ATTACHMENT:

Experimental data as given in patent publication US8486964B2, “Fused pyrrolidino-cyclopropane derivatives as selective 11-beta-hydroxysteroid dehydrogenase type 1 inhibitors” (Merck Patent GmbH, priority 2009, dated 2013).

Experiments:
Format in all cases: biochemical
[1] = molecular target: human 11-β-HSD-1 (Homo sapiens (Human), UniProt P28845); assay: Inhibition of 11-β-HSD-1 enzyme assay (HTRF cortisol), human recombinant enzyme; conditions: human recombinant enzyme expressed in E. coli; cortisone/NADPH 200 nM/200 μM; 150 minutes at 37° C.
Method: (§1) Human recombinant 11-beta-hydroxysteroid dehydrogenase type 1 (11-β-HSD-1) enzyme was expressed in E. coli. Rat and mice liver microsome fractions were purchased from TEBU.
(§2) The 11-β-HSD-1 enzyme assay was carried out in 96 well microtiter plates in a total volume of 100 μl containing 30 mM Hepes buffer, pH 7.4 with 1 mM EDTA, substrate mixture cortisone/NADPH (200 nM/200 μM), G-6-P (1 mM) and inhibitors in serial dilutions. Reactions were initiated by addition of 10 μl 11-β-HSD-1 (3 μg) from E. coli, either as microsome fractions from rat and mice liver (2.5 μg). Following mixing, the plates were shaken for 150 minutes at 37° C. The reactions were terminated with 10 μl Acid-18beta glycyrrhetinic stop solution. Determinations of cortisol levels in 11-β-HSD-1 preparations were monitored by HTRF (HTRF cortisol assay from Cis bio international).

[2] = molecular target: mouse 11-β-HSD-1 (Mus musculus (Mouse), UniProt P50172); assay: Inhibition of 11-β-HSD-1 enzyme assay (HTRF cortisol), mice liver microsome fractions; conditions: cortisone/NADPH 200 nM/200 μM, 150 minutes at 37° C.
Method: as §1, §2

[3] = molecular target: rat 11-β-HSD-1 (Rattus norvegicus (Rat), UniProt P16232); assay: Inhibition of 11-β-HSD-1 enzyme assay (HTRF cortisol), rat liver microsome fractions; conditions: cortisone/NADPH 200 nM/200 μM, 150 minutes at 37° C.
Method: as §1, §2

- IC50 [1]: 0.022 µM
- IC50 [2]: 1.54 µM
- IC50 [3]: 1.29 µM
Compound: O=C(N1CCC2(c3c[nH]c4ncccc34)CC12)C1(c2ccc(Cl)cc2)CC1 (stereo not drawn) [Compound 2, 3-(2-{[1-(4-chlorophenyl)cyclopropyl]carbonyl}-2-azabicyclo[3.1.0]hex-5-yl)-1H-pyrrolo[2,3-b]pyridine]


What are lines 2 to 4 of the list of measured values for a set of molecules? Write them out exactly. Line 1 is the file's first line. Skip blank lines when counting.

Experiments:
Format in all cases: biochemical
[1] = molecular target: human 11-β-HSD-1 (Homo sapiens (Human), UniProt P28845); assay: Inhibition of 11-β-HSD-1 enzyme assay (HTRF cortisol), human recombinant enzyme; conditions: human recombinant enzyme expressed in E. coli; cortisone/NADPH 200 nM/200 μM; 150 minutes at 37° C.